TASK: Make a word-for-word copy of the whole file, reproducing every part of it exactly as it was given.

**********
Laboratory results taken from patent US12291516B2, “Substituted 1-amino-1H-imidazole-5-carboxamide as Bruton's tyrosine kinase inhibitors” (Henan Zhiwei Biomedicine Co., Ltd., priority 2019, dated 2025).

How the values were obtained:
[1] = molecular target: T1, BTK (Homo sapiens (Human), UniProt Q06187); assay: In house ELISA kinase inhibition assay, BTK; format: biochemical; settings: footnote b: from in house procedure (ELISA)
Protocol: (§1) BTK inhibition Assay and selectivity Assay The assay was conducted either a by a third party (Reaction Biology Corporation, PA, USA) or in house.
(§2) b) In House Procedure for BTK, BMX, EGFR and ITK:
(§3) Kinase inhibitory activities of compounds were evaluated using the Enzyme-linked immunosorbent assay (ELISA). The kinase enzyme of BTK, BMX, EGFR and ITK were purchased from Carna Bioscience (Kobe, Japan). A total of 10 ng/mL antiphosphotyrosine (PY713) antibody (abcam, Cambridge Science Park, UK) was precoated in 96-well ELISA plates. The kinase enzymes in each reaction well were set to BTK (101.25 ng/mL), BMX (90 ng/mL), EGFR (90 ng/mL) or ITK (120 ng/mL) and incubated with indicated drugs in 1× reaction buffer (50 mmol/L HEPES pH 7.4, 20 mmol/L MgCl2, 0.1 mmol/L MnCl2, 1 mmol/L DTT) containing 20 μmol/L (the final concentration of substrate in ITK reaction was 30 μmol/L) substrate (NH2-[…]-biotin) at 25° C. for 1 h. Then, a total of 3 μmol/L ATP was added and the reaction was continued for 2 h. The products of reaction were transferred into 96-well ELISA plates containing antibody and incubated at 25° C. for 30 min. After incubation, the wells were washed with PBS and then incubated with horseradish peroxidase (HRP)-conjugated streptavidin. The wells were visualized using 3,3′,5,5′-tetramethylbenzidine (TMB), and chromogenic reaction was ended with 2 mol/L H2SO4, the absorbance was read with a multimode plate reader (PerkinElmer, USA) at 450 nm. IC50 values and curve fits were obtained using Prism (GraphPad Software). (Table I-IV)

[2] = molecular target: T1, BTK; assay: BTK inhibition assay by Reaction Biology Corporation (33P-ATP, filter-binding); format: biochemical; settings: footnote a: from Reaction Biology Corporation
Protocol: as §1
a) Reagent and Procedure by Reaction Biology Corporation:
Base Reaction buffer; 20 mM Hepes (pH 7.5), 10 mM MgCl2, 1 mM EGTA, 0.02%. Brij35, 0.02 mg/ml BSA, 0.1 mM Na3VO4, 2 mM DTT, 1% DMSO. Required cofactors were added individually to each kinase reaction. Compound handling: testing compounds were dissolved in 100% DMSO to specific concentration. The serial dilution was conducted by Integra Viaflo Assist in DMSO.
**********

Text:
Laboratory results taken from patent US12291516B2, “Substituted 1-amino-1H-imidazole-5-carboxamide as Bruton's tyrosine kinase inhibitors” (Henan Zhiwei Biomedicine Co., Ltd., priority 2019, dated 2025).

How the values were obtained:
[1] = molecular target: T1, BTK (Homo sapiens (Human), UniProt Q06187); assay: In house ELISA kinase inhibition assay, BTK; format: biochemical; settings: footnote b: from in house procedure (ELISA)
Protocol: (§1) BTK inhibition Assay and selectivity Assay The assay was conducted either a by a third party (Reaction Biology Corporation, PA, USA) or in house.
(§2) b) In House Procedure for BTK, BMX, EGFR and ITK:
(§3) Kinase inhibitory activities of compounds were evaluated using the Enzyme-linked immunosorbent assay (ELISA). The kinase enzyme of BTK, BMX, EGFR and ITK were purchased from Carna Bioscience (Kobe, Japan). A total of 10 ng/mL antiphosphotyrosine (PY713) antibody (abcam, Cambridge Science Park, UK) was precoated in 96-well ELISA plates. The kinase enzymes in each reaction well were set to BTK (101.25 ng/mL), BMX (90 ng/mL), EGFR (90 ng/mL) or ITK (120 ng/mL) and incubated with indicated drugs in 1× reaction buffer (50 mmol/L HEPES pH 7.4, 20 mmol/L MgCl2, 0.1 mmol/L MnCl2, 1 mmol/L DTT) containing 20 μmol/L (the final concentration of substrate in ITK reaction was 30 μmol/L) substrate (NH2-[…]-biotin) at 25° C. for 1 h. Then, a total of 3 μmol/L ATP was added and the reaction was continued for 2 h. The products of reaction were transferred into 96-well ELISA plates containing antibody and incubated at 25° C. for 30 min. After incubation, the wells were washed with PBS and then incubated with horseradish peroxidase (HRP)-conjugated streptavidin. The wells were visualized using 3,3′,5,5′-tetramethylbenzidine (TMB), and chromogenic reaction was ended with 2 mol/L H2SO4, the absorbance was read with a multimode plate reader (PerkinElmer, USA) at 450 nm. IC50 values and curve fits were obtained using Prism (GraphPad Software). (Table I-IV)

[2] = molecular target: T1, BTK; assay: BTK inhibition assay by Reaction Biology Corporation (33P-ATP, filter-binding); format: biochemical; settings: footnote a: from Reaction Biology Corporation
Protocol: as §1
a) Reagent and Procedure by Reaction Biology Corporation:
Base Reaction buffer; 20 mM Hepes (pH 7.5), 10 mM MgCl2, 1 mM EGTA, 0.02%. Brij35, 0.02 mg/ml BSA, 0.1 mM Na3VO4, 2 mM DTT, 1% DMSO. Required cofactors were added individually to each kinase reaction. Compound handling: testing compounds were dissolved in 100% DMSO to specific concentration. The serial dilution was conducted by Integra Viaflo Assist in DMSO.